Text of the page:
A clerk of court acts contrary to the requirements of OCGA § 9–10–14(b) when the clerk accepts for filing a complaint or initial pleading against a Georgia agency or official that is not in accord with the statute's requirements. King v. State of Georgia, 268 Ga. 384, 493 S.E.2d 189 (1997). The statutory language “is unambiguous and does not provide for any exceptions”—the clerk of a Georgia court is not to docket a mandamus petition without the statutorily-required form. Donald v. Price, 283 Ga. 311, 658 S.E.2d 569 (2008). Today, we examine who is required to use the statutorily-required forms, i.e., whether an inmate incarcerated in a penal institution of another state is “an inmate of a state or local penal or correctional institution ․” under OCGA § 9–10–14(b) and is therefore required to use the AOC forms when seeking access to Georgia courts.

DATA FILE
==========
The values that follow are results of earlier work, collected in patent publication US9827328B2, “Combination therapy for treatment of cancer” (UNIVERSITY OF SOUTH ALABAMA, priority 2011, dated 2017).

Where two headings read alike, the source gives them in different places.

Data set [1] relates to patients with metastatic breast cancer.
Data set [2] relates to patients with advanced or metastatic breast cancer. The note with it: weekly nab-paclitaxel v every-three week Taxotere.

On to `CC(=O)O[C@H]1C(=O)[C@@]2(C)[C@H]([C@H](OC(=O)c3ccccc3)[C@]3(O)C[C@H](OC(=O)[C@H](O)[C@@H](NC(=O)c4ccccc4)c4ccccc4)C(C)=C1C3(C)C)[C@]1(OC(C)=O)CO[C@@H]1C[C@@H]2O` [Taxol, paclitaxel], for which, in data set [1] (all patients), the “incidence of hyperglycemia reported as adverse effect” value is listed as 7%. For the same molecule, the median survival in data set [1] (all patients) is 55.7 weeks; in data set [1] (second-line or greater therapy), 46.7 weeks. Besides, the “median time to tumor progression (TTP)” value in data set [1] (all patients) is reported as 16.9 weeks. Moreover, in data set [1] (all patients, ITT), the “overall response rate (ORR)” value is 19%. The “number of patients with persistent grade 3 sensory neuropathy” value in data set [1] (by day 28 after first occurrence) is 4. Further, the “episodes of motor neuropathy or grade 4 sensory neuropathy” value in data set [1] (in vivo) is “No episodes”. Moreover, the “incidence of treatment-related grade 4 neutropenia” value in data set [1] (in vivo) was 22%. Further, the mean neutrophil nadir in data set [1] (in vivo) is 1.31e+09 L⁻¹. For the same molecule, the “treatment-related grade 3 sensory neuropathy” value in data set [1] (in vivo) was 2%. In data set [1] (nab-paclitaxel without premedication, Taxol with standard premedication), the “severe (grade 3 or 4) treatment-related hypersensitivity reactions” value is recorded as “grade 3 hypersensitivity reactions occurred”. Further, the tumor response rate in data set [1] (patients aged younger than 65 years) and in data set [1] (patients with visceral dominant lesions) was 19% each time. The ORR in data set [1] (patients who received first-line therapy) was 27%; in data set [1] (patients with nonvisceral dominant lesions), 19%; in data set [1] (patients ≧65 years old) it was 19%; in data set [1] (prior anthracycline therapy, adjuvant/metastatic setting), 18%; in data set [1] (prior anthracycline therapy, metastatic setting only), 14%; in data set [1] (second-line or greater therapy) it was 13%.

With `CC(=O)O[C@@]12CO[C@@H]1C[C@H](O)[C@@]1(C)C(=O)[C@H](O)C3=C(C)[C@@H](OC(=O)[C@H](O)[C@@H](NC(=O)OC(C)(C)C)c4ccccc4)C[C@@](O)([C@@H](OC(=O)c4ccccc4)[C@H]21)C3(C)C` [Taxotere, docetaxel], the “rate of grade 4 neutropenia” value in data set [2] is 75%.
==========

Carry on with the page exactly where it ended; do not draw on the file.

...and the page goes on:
“ ‘In all interpretations of statutes, the courts shall look diligently for the intention of the General Assembly’ (OCGA § 1–3–1(a)), giving ‘ordinary signification’ to all words that are not terms of art. OCGA § 1–3–1(b).” Tatis v. State, 289 Ga. 811, 812, 716 S.E.2d 203 (2011). The wording of subsection (b) covers inmates of state and local penal institutions physically located in Georgia and excludes by omission the inmates of federal penitentiaries and correctional institutions physically located in Georgia. The statutory wording can also be read to cover inmates incarcerated in the state and local penal institutions of other states who wish to use a Georgia court to bring an action against a Georgia government, agency, or officer. However, if the General Assembly had wished to cover inmates of other states' penal or correctional institutions who seek access to Georgia courts to file actions against Georgia officials, it knew how to specify such an expansive reading. The General Assembly has used the phrase “other states” or “the several states” to extend the coverage of a statute. See, e.g., OCGA §§ 12–5–473(10) (the Water Supply Division of the Georgia Environmental Finance Authority is given the power to cooperate and act in conjunction with state and local agencies and “with other states and their political subdivisions”); 35–3–33(a)(10) (the Georgia Crime Information Center is given the power to make available information “to all local and state criminal justice agencies, ․ and criminal justice agencies in other states”); and 50–3–1(b)(1) (makes it unlawful to defile a publicly-owned monument to the military service of military personnel of Georgia or the several states of the United States). The General Assembly's failure to include similar expansive language in OCGA § 9–10–14(b) leads us to conclude the General Assembly intended the statute to cover only those inmates of state and local penal or correctional institutions located in Georgia.